These reservations are summed up by one of the foremost scholars of comparative religion, Huston Smith, in an interview in Mother Jones last December: 'What you describe as New Age, and what I call the cafeteria approach to spirituality, is not the way organisms are put together, nor great works of art. And a vital faith is more like an organism or a work of art than it is like a cafeteria tray.' Though Smith praises New Agers for their optimism, he also notes their failure to confront the question of 'radical evil' or to produce true heroes of compassion like Mother Teresa or the Dalai Lama. At worst, he says, New Age beliefs 'can be a kind of private escapism to titillate oneself.'
After a lifetime spent studying the world's religions and teaching others to see their underlying unity, Smith, in his late 70s, remains what he has been since birth: a Methodist, despite his gripes about Methodist theology. 'I certainly would not choose that messenger if I were starting from scratch,' he says, but switching from the faith that formed him is not an acceptable option.
Many younger Americans have fewer qualms about reinventing their religious lives. That's one of the findings reported by Wade Clark Roof, a professor of religion and society at the University of California, Santa Barbara, in A Generation of Seekers: The Spiritual Journeys of the Baby Boom Generation, published in 1994. Roof is now working on a sequel, a second look at baby boomers and their beliefs on the verge of the 21st century.
What he has found in his most recent research is a calmer, more group-oriented, but still spiritually restless generation. Many boomers (like Anne-Marie) have assembled private faiths from spiritual bits and pieces, while others have turned to new forms of evangelical Christianity that deliberately appeal to the 'seeker mentality.' In the mainstream faiths, Roof detects a search for more depth. 'People are rediscovering their own traditions, finding there were feminists in the Middle Ages, for instance, or powerful female figures in the Old Testament.' As for those who returned to organized religion to give their children a source of moral training, many are dropping out again as the nest empties. 'It's still very much a generation whose roots in religion are rather fragile,' he says, 'and therefore they're still open to exploring. I think that's going to continue throughout their lives.'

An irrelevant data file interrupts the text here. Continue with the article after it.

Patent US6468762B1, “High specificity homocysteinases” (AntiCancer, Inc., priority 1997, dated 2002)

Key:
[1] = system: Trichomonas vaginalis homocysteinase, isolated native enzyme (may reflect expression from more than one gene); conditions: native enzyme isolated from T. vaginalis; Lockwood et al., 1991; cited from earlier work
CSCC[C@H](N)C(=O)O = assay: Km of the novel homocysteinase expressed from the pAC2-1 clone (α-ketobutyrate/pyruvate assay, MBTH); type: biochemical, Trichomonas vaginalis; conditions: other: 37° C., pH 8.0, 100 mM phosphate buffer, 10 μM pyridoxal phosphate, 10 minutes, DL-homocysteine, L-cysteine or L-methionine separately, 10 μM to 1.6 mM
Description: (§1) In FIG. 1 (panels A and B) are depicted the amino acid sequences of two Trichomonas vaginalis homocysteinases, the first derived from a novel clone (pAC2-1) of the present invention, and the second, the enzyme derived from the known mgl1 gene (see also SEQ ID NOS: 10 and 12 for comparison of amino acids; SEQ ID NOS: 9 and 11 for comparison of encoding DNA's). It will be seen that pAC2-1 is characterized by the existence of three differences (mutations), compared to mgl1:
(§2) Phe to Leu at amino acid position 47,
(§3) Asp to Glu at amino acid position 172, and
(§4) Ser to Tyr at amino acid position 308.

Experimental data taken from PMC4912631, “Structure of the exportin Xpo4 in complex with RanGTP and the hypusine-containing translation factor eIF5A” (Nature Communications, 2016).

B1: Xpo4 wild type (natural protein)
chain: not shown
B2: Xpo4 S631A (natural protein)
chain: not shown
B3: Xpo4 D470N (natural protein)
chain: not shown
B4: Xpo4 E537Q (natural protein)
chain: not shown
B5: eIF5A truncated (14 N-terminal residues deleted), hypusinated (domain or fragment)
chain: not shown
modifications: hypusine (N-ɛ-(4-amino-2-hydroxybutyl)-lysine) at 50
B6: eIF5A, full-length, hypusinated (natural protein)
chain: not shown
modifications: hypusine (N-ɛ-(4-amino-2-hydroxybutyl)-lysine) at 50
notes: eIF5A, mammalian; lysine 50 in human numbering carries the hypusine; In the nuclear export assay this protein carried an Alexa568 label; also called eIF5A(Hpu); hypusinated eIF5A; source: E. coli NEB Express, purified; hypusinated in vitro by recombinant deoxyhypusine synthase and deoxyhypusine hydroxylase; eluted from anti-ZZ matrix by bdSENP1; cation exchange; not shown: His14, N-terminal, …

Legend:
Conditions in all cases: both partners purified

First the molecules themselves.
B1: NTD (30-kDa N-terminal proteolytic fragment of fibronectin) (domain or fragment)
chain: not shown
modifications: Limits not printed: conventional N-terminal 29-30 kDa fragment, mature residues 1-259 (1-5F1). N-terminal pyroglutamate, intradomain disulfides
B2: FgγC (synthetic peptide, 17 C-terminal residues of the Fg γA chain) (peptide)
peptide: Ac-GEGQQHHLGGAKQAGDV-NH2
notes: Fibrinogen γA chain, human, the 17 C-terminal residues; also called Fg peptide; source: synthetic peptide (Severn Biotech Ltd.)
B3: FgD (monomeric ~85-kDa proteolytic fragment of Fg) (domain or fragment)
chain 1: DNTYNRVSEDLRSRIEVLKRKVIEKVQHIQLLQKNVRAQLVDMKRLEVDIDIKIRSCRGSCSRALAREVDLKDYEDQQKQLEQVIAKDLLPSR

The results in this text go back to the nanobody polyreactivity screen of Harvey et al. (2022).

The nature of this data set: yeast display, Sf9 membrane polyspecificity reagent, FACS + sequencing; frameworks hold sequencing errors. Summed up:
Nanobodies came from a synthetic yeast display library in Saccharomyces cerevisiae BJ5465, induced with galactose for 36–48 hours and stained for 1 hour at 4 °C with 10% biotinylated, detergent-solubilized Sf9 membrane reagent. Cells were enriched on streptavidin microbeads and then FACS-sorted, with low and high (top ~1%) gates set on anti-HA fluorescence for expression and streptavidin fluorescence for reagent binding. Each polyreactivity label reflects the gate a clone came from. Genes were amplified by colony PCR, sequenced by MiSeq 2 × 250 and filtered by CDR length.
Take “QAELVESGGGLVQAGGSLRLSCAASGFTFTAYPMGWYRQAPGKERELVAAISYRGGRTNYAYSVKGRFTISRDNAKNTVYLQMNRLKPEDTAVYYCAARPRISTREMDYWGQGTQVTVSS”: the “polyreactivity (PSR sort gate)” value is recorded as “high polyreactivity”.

This approach to faith has deep roots. 'Religion historically -- and particularly in the American democratic setting -- has been one of new combinations, pastiche, the mixing of official themes and folk themes,' he says. He notes that strains of transcendentalism, self-help, and positive thinking continue to fuse with evangelical Christianity in curious ways, as in the pop theology of the TV program Touched by an Angel. 'A lot of the appeal is that this is where many people actually live,' Roof notes. 'Religion is not just handed down from institutions. Sure, institutions have some power of perpetuation, but individuals take what they hear, reinterpret, recombine, reassemble, and come out in their own lived expressions with styles that are very much tailored to themselves.' And that's especially true of people today. What they create has a meaning and coherence that works well for them, he concludes, even if the results may seem less than logically consistent.
At Boston University, John Berthrong sees this same creative capacity for fusing different beliefs in his students. Even when their multiple faiths create contradictions, 'they don't worry about it,' he says. 'It doesn't bother people. You can be a Christian fundamentalist on one level, and a computer programmer working in Houston on space technology, and you'd think somehow that would conflict a bit.' But it seldom does, he observes. What Berthrong calls the notion of the organic unity of our minds 'doesn't always work quite the way we think it does, especially in religion.'
Where is all this religious experimentation headed? Berthrong, the theologian, predicts that existing churches could be in trouble if people cease to identify with a single tradition. Roof, the social scientist, sees a similar pattern of individualized worship developing in Generation X, which suggests the trend is destined to continue into the next century. Others say we're witnessing the birth of a new consciousness and perhaps a widespread belief system that mirrors it. While this may be a common millennial refrain, not everyone thinks it's realistic, or even desirable. 'I somehow don't like the idea that eventually the whole world would have the same religion,' says Li, the philosopher. 'Somehow I feel the diversity is good.'
Whatever truth there may be in these projections, the clearest window opened by pastiche spirituality may not be on the future, but into the past. In one sense, an individual's homely, imperfect search for meaning says more about the origins of faith than the polished beauty of a great religious tradition can. An established religion may be a finished work of art, but the personal quest is a creative act, and thus just as authentic in what it says about innate human yearnings and desires. In the quest of Anne-Marie and millions like her, we can see a living example of the primal impulse toward faith, which may be the deepest unity underlying all religions. It's one of the benefits of a tolerant age -- that we too, if we choose, can strip away the rich vestments of religious tradition and discover that naked faith is something separate and, ultimately, even more mysterious.
Copyright 1998 by Jeremiah Creedon.